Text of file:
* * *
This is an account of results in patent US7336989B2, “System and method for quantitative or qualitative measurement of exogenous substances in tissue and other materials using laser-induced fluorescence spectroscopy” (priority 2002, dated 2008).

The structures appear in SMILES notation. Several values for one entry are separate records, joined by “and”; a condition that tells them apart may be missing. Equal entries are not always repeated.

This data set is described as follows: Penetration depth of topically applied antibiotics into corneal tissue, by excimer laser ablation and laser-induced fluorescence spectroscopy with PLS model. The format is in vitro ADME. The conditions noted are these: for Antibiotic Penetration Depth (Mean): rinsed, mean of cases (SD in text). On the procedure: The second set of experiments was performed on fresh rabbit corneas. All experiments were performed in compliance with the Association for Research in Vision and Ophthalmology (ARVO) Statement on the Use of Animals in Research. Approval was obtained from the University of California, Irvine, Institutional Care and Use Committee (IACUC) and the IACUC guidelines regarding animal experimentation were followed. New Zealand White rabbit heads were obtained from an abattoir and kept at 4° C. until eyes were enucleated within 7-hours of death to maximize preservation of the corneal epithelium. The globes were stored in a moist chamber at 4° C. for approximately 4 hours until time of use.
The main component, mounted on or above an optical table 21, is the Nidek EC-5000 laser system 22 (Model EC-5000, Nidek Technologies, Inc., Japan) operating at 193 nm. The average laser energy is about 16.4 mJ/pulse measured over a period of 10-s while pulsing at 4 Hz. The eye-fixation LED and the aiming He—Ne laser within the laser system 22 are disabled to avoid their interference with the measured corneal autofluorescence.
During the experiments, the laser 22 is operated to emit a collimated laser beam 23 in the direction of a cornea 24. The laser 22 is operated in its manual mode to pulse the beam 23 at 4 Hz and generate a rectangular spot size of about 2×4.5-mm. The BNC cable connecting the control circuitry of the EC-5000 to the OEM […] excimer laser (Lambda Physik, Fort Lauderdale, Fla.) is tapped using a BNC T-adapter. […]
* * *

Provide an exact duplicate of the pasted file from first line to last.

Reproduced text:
This is an account of results in patent US7336989B2, “System and method for quantitative or qualitative measurement of exogenous substances in tissue and other materials using laser-induced fluorescence spectroscopy” (priority 2002, dated 2008).

The structures appear in SMILES notation. Several values for one entry are separate records, joined by “and”; a condition that tells them apart may be missing. Equal entries are not always repeated.

This data set is described as follows: Penetration depth of topically applied antibiotics into corneal tissue, by excimer laser ablation and laser-induced fluorescence spectroscopy with PLS model. The format is in vitro ADME. The conditions noted are these: for Antibiotic Penetration Depth (Mean): rinsed, mean of cases (SD in text). On the procedure: The second set of experiments was performed on fresh rabbit corneas. All experiments were performed in compliance with the Association for Research in Vision and Ophthalmology (ARVO) Statement on the Use of Animals in Research. Approval was obtained from the University of California, Irvine, Institutional Care and Use Committee (IACUC) and the IACUC guidelines regarding animal experimentation were followed. New Zealand White rabbit heads were obtained from an abattoir and kept at 4° C. until eyes were enucleated within 7-hours of death to maximize preservation of the corneal epithelium. The globes were stored in a moist chamber at 4° C. for approximately 4 hours until time of use.
The main component, mounted on or above an optical table 21, is the Nidek EC-5000 laser system 22 (Model EC-5000, Nidek Technologies, Inc., Japan) operating at 193 nm. The average laser energy is about 16.4 mJ/pulse measured over a period of 10-s while pulsing at 4 Hz. The eye-fixation LED and the aiming He—Ne laser within the laser system 22 are disabled to avoid their interference with the measured corneal autofluorescence.
During the experiments, the laser 22 is operated to emit a collimated laser beam 23 in the direction of a cornea 24. The laser 22 is operated in its manual mode to pulse the beam 23 at 4 Hz and generate a rectangular spot size of about 2×4.5-mm. The BNC cable connecting the control circuitry of the EC-5000 to the OEM […] excimer laser (Lambda Physik, Fort Lauderdale, Fla.) is tapped using a BNC T-adapter. […]